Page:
As Google confirmed earlier this year in its announcement preview, Google is dropping the XL moniker with Pixel 6 phones and will use ‘Pro’ branding for the bigger variant. As a result, we have Pixel 6 and Pixel 6 Pro in this year’s lineup of flagship Pixels.
Starting off with the design, the major visual difference is the presence of a new camera bar reminiscent of the classic Nexus 6P. The new camera bar houses the camera modules and the rear LED flash. With its distinct camera bar, you’ll have no trouble distinguishing the Pixel 6 from the myriad of Android phones out there.
At the front, Pixel 6 sports a flat display while the Pixel 6 Pro flaunts a curved display. Google has used a polished aluminum frame on the Pixel 6 Pro. The regular Pixel 6, on the other hand, will feature a matte aluminum finish. Google says both of these finishes feel great in hand, but we will have to test that out ourselves.
Coming to the display, Pixel 6 sports a 6.4-inch FHD+ flat AMOLED display with a 90Hz adaptive refresh rate. Meanwhile, you’ll find a 6.7-inch QHD+ curved AMOLED display with a 120Hz adaptive refresh rate on the 6 Pro.
Google has switched to Tensor Chip with the Pixel 6 series. Tensor is Google’s in-house SoC for Pixel phones. The Tensor chipset uses two Cortex-X1 cores clocked at 2.8GHz, two Cortex-A76 cores clocked at 2.25GHz, and four Cortex-A55 cores clocked at 1.8GHz. According to Google, the Tensor chip offers up to 80% performance boost than the 7nm Snapdragon 765G found on the Pixel 5.
The Pixel 6 series also equips Titan M2 security chip to keep your personal data safe. With the Titan M2 chip, Google says Pixel 6 series has the most hardware security layers in any phone. Speaking of security, you finally get an in-display fingerprint scanner for unlocking the Pixel 6 and 6 Pro.
If there’s one aspect in Pixel hardware Google was reluctant to change over the years, that’s the rear camera. The company has been using the same 12.2MP Sony IMX363 sensor since 2018 when it launched the Pixel 3. And that’s for the good reason. By sticking to the camera module, Google was able to leverage computational photography to offer flagship-grade camera outputs. However, things are changing for the better in the Pixel 6 series, with Google adopting larger camera sensors.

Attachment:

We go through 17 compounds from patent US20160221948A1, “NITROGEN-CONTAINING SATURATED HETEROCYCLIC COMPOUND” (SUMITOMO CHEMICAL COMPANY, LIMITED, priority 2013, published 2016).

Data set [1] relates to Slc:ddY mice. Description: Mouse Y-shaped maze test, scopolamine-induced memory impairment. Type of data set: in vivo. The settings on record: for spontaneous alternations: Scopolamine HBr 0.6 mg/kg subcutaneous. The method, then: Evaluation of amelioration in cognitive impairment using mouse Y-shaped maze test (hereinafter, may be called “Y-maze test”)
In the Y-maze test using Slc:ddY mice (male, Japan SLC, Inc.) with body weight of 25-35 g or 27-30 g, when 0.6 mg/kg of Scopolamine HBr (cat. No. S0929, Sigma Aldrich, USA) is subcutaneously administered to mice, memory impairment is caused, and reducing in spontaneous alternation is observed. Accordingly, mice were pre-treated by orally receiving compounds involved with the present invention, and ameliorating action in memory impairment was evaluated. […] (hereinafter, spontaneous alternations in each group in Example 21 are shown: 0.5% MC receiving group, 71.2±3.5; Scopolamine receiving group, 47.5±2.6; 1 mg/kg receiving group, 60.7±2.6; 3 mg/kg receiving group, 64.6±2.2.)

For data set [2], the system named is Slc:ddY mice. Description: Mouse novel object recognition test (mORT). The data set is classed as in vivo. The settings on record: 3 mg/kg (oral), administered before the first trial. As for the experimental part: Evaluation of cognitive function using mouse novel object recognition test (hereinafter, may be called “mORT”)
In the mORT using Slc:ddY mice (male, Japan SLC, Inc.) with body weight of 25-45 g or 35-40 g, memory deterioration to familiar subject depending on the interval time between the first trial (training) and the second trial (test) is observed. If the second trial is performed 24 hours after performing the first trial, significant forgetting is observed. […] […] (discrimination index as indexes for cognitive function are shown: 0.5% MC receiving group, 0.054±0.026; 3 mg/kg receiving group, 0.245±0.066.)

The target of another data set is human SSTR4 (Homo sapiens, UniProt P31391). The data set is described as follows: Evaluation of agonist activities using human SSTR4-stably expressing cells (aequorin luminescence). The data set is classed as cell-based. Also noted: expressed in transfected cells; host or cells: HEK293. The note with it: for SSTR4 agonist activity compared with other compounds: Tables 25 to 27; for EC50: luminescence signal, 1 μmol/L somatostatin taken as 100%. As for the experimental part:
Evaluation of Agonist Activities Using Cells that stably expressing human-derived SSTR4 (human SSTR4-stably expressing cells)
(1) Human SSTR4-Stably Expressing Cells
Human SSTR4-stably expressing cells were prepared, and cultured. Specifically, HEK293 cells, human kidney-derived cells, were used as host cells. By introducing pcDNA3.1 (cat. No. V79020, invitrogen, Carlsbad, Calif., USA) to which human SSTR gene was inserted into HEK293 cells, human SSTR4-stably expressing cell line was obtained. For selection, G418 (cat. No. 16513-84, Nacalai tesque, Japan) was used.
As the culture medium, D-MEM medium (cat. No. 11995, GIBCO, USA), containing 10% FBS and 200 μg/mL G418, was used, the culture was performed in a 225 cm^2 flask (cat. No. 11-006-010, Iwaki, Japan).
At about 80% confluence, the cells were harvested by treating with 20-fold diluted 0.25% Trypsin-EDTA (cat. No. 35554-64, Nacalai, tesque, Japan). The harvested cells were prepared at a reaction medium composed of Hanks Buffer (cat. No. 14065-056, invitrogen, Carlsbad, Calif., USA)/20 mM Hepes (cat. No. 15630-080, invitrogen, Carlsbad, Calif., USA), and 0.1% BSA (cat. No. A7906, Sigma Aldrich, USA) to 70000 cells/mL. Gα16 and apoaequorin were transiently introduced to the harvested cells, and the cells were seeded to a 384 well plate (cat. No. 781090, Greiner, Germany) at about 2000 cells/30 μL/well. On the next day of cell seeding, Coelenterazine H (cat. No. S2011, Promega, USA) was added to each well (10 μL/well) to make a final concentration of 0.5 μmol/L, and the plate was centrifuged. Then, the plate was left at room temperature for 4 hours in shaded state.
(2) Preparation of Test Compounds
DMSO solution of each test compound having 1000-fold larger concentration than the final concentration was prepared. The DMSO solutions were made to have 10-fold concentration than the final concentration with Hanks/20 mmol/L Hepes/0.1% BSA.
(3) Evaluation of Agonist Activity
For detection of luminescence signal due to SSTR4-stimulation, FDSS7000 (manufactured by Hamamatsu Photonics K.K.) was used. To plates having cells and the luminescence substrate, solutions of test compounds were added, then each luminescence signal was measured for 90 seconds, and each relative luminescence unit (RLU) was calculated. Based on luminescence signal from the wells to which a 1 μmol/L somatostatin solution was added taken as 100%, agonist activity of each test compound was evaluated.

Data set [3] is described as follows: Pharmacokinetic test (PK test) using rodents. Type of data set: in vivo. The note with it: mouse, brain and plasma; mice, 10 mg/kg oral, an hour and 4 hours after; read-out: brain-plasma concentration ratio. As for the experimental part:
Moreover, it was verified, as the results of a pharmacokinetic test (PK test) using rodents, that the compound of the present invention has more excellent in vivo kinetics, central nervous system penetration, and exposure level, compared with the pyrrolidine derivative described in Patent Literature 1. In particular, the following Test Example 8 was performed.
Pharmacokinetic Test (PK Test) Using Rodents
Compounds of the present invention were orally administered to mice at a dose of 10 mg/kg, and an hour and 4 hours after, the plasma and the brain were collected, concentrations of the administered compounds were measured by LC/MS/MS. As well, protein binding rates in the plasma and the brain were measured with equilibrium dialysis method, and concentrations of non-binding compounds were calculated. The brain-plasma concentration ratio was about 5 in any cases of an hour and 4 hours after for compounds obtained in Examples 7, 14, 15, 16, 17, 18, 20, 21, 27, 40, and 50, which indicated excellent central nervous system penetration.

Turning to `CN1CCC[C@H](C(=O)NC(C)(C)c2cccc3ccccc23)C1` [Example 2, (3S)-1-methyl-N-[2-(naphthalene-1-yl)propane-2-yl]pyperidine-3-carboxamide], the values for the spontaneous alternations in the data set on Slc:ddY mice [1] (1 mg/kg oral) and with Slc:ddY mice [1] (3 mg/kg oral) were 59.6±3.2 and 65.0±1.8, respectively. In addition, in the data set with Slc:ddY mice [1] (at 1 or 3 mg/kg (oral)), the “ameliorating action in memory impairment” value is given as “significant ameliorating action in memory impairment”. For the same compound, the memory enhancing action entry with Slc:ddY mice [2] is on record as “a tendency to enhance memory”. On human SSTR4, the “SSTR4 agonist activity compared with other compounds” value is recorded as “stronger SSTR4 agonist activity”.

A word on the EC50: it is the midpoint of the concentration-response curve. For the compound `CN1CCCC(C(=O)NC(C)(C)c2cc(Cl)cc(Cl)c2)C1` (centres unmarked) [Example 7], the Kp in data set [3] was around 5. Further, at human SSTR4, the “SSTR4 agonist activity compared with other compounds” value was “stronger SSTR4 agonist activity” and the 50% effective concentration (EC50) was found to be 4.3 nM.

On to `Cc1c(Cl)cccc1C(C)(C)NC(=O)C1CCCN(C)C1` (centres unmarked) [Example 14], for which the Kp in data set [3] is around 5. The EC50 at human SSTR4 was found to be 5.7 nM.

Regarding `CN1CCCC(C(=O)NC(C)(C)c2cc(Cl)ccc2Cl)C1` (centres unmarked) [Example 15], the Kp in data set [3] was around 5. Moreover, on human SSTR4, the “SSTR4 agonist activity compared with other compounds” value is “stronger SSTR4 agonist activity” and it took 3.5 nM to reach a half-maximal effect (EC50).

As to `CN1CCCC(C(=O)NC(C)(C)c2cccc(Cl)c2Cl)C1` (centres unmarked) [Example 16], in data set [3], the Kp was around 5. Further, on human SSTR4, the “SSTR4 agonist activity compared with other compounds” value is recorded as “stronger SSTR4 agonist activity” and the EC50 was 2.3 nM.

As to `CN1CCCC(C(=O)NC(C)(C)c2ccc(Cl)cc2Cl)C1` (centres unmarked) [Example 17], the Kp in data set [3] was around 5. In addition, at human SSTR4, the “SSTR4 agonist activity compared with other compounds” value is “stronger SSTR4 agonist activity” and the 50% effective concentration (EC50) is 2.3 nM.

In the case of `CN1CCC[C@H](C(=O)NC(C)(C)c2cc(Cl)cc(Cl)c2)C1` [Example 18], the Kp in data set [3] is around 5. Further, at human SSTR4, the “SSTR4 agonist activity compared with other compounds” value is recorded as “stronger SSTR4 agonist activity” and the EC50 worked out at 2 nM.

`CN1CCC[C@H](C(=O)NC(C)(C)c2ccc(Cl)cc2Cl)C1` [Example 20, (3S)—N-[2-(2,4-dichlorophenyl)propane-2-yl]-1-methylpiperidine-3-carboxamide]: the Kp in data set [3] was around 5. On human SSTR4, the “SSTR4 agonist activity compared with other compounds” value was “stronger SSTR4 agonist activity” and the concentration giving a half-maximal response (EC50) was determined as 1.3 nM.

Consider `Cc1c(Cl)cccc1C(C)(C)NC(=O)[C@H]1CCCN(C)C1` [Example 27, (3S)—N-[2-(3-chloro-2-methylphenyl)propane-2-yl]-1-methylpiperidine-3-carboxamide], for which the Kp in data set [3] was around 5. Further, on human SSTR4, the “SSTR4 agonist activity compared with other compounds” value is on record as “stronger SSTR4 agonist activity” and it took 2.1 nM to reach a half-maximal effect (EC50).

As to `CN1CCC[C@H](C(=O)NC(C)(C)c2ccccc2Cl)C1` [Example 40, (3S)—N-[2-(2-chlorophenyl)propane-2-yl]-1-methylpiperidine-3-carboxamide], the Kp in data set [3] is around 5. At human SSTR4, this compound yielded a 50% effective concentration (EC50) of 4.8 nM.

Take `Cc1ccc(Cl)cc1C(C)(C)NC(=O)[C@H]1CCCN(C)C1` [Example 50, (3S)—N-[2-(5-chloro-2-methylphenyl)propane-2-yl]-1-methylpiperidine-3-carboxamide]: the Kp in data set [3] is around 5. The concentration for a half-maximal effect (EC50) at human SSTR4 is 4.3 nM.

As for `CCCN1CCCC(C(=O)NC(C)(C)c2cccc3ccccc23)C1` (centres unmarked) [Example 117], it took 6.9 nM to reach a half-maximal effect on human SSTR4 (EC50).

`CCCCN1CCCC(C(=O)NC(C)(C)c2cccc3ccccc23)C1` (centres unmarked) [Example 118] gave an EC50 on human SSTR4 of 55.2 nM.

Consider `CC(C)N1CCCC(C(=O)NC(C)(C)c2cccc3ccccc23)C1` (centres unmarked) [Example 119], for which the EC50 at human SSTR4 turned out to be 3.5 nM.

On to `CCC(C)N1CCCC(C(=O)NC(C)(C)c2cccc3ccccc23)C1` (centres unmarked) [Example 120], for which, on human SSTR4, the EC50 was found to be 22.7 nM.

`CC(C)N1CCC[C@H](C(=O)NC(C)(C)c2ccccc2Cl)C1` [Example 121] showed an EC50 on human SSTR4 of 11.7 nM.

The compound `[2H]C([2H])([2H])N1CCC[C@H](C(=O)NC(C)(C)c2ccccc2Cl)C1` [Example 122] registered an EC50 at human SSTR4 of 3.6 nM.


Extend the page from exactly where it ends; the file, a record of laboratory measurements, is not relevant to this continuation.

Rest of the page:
The Pixel 6 has a primary 50MP f/1.85 Samsung GN1 sensor that captures over 150 percent more light than the Pixel 5. That’s accompanied by a 12MP f/2.2 Sony IMX386 wide-angle lens. Other than these sensors, Pixel 6 Pro will offer an additional 48MP f/3.5 Sony IMX586 telephoto lens capable of 4x optical zoom and 20x Super Res digital zoom.
For selfies, you get an 8MP selfie camera on the Pixel 6 and an 11.1 f/2.2 MP sensor on the 6 Pro with a 94-degree field-of-view. You can record up to 4K videos at up to 60 fps on Pixel 6 Pro’s rear camera and 4K videos at 30fps from the front camera. The non-Pro Pixel 6’s front camera video recording maxes out at 1080p at 30fps.
So, what do these sensors truly mean for the Pixel 6 series? Well, they unlock a bunch of cool new camera features here. The new camera features included in the Pixel 6 series are Face Unblur, Magic Eraser, Motion mode, and improved Night Sight & Portrait mode. While Face Unblur attempts to deblur faces in images to make them sharper and usable, Magic Eraser helps you remove unwanted objects and people from your image. Motion mode is a feature to add more depth to action shots involving moving subjects.
Pixel 6 is priced at $599 for the base variant. If you are interested in the Pixel 6 Pro instead, it is available at a starting price of $899. You can pre-order the Pixel 6 series today and it will start shipping on October 28. Second-gen Pixel Stand is sold separately and is coming soon at $79. Check out the exact prices below:
- Google Pixel 6 (128GB) – $599
- Google Pixel 6 (256GB) – $699
- Google Pixel 6 Pro (128GB) – $899
- Google Pixel 6 Pro (256GB) – $999
- Google Pixel 6 Pro (512GB) – $1,099
Pixel 6: Available Countries
Pixel 6 and 6 Pro will be available to buy in the following nine countries on October 28th